The American Anti-Slavery Almanac for 1840, being bissextile or leap-year, and the 64th of American Independence, calculated for Boston…

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“He is a traitor to his race, who does not feel that all within the circle of humanity are his brothers and sisters — that their wrongs are his wrongs, and that his cup is dashed with the bitterness which overflows from theirs. While a single human being, round the wide world, drags the chain or drops the tear of a slave, every other human being, whose heart has not turned to stone, will cry out against the wretch who riveted the one or wrings out the other.”

“This language of Congress is memorable, as it shows that the dignified and enlightened body, under whose auspices the liberties of America were achieved, still retained an undiminished respect for the great and eternal principles of FREEDOM….’For extending the fundamental principles of civil and religious liberty, which form the basis on which these republics, their laws, and the constitutions are erected, to fix and establish those principles as the basis of all laws, constitutions, and governments…'”

The American Anti-Slavery Almanac for 1840…
New York, NY & Boston, MA, 1839

This almanac presents the expected charts and tables, including lists of eclipses, high tides, population statistics of the United States, and postage rates. This practical matter is interspersed with texts detailing accounts of branding, hunting escaped slaves with dogs and and guns, selling a mother from her child, women being whipped in fields, lynching, burning alive and other atrocities perpetuated against the enslaved. The stories are illustrated with strikingly graphic images, one for each month plus one for the cover. Almanacs were read and used by a majority of literate American adults. The American Anti-Slavery Society began publishing these almanacs, in 1835, as a way of publicizing the horrors of slavery.

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Sassy Faith

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“To erect a great library in the year 1968 is an act of stubborn and sassy faith.” — Wallace Stegner, from his dedication address for the opening of the J. Willard Marriott Library

Rare Books joins in the celebration of the 50th anniversary of the J. Willard Marriott Library, recognizing the work of the Friends of the Library, past, present, and future, in its charge to keep our collections safe and growing at a time when digital matter consumes students and administrators alike.

Long live the Book! Long live libraries!

J. Willard Marriott Library
Level 1 lobby
Friday, January 5 through Sunday, March 18

Curated by Lyuba Basin and Luise Poulton with help from Scott Beadles, Jonathan Sandburg, and Jon Bingham.

For more information, contact Luise Poulton 

 

Book of the Week — McElligot’s Pool

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“Oh, the sea is so full of a number of fish,
If a fellow is patient, he might get his wish!”

McElligot’s Pool
Dr. Seuss
New York: Random House, 1947
First edition

This is the first of Dr. Seuss’s books to be illustrated in full color. Theodore Geisel, aka Dr. Seuss, dedicated this, his first book after leaving the Army and his fifth overall, to his father, the Superintendent of Parks in the Giesel’s hometown of Springfield, Massachusetts. The book garnered Seuss a nomination for the Caldecott Medal in 1948. Binding is variant b, with opened-mouth fish on front cover, lettering on spine and seven-line copyright statement. Rare Books copy inscribed by Dr. Seuss “For the Angel Ferris Children’s Reading Room with very Best Wishes.”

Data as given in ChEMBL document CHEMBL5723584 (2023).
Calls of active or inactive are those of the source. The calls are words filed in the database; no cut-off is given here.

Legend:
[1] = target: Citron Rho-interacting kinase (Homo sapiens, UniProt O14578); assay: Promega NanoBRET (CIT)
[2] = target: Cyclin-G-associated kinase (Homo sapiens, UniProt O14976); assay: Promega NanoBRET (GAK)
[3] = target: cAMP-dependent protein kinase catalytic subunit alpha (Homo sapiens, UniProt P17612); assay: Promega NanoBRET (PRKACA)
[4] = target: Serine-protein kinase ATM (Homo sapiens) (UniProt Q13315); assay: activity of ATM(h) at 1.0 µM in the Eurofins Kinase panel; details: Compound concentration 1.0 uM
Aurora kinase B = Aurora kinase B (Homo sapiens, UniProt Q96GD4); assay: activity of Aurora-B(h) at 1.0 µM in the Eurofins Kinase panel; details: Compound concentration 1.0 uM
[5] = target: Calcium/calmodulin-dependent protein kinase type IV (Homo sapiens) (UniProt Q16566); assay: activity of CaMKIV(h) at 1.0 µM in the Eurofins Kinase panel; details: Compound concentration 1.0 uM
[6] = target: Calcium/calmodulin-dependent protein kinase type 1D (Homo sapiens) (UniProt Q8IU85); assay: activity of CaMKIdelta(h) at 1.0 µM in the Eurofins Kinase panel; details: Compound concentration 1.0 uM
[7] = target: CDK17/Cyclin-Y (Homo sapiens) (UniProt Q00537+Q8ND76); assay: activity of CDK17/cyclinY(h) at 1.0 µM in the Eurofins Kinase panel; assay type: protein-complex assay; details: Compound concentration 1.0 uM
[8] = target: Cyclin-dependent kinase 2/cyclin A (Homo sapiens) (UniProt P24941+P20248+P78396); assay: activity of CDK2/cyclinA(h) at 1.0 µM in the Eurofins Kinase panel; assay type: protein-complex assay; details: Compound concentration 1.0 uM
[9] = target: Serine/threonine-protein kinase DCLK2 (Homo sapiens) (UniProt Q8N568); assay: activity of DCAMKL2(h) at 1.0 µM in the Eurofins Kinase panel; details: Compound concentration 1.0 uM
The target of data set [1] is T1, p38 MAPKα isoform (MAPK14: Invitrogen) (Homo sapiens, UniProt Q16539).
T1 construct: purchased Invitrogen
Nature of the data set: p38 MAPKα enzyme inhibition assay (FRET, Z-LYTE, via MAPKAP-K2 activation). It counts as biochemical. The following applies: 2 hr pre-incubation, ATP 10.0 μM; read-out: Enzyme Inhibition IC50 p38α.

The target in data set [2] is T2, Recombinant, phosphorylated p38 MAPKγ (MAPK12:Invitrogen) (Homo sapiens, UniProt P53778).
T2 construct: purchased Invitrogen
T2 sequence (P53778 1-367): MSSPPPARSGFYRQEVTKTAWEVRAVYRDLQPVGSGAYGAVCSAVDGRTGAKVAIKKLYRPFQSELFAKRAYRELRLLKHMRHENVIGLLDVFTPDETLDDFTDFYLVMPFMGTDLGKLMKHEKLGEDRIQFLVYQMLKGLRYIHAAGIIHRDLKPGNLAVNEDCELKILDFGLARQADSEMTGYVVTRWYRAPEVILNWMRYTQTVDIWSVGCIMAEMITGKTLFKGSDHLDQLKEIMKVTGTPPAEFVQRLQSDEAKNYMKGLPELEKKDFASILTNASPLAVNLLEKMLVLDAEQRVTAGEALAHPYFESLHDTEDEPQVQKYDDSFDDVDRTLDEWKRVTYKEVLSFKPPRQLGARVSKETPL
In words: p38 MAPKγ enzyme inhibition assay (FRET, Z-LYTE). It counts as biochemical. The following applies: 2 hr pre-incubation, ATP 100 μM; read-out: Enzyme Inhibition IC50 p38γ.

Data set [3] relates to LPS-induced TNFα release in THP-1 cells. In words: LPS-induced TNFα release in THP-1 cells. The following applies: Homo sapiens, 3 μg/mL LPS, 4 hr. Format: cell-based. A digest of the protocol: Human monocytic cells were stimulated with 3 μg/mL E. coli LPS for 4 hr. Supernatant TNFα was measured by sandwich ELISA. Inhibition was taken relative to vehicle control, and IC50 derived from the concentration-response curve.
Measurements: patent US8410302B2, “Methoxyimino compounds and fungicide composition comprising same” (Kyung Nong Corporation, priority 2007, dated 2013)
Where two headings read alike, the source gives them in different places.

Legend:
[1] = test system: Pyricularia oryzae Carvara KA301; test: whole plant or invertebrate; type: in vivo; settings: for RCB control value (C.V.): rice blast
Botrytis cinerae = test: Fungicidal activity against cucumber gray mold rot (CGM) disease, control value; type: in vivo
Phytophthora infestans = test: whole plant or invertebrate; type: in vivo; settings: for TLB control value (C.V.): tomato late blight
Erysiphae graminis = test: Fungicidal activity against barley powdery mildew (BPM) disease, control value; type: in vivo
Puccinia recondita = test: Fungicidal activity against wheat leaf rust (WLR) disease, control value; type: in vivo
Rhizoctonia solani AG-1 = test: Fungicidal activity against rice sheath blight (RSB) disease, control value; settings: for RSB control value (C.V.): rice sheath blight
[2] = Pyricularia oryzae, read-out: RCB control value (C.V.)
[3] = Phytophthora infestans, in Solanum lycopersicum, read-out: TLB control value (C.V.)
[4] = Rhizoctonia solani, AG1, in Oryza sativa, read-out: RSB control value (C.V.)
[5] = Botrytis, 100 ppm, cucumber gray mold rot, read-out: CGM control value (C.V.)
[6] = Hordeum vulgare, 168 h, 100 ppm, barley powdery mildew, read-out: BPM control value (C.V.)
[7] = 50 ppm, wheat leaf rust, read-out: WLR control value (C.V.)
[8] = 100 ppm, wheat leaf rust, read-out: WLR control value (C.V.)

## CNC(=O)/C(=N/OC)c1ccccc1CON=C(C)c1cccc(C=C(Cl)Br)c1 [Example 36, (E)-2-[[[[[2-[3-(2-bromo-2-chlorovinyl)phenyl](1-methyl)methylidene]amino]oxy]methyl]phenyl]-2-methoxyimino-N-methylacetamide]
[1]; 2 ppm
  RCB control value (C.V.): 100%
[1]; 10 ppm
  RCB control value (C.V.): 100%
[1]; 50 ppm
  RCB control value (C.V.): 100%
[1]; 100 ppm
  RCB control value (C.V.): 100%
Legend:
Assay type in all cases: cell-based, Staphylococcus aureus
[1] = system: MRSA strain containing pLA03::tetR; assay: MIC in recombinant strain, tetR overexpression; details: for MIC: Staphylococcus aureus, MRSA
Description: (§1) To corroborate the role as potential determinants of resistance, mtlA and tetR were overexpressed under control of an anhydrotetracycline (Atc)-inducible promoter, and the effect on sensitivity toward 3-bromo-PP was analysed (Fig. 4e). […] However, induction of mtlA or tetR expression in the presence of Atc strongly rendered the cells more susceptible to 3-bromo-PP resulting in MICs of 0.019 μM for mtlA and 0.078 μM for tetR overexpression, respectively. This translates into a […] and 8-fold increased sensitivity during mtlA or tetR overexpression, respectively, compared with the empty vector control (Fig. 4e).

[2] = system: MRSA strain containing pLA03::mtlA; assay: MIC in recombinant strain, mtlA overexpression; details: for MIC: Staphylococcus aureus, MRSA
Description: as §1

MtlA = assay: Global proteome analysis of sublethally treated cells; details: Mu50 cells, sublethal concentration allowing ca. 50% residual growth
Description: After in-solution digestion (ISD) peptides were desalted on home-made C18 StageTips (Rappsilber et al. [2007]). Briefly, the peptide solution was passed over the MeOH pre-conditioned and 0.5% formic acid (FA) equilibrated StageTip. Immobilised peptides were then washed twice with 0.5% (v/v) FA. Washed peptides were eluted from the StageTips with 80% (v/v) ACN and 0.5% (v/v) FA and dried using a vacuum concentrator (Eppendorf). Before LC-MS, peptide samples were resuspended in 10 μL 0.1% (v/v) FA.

Merry Christmas!

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From the Rare Books Department

~~~~~~~~~~~~~~~~~~

Luise Poulton
Jonathan Bingham
Lyuba Basin
Scott Beadles
Jonathan Sandberg

Anno 1664 Den. 18. Decembris…

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Who vagrant transitory comets sees,
Wonders because they’re rare; but a new star
Whose motion with the firmament agrees,
Is miracle; for there no new things are. — John Donne

Anno 1664 den. 18. Decembris…
Martin Zimmermann
Augsburg?: M. Zimmerman, 1664
QB724 Z55 1664

Broadside giving an account of a comet seen in Augsburg, December 18, 1664 with a drawing of its path through the sky. This comet was seen every night across Europe between 14th and 24th December 1664, reaching its perigree on December 18th (December 28th by the Gregorian calendar). The comet was one of the brightest of the time and reported by many including Samuel Pepys, Samuel Danforth, Giovanni Borelli, Robert Hooke, and John Dryden. It was seen again in January 1665, and was last seen in March 1665. The bird represents the constellation of Corvus (the raven). Modern astronomers have designated the 1664-5 comet as C/1664 W1.

Book of the Week — Libri de piscibus marinis in quibus ver piscium effigies

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“…in which true images of fish are displayed.”

Libri de piscibus marinis in quibus ver piscium effigies
Guillaume Rondelet (1507-1566)
Lugduni: M. Bonhomme, 1554-1555
First edition
QL41 R6

Guillaume Rondelet was one of the first of sixteenth century scientists to break with the eighteen-hundred-year-old tradition among natural historians of quoting or commenting on Aristotle’s knowledge of animals and begin the practice of gathering and reporting information gained firsthand. This book contains accurate illustrations of the egg cases and immature eggs of several fish, based upon Rondelet’s own meticulous studies. The work is an example of the change in attitude about science in the sixteenth century.

Books of the Week — Fortune Teller Fish & I Hide a Wild Fish Cry

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“I’ve been looking for you, said the fishman, unable to advance or retreat. They say you can soothe my dreams.”

Fortune Telling Fish
Alisa J. Golden
Berkeley: never mind the press, 1993

One net bag with three folded parts.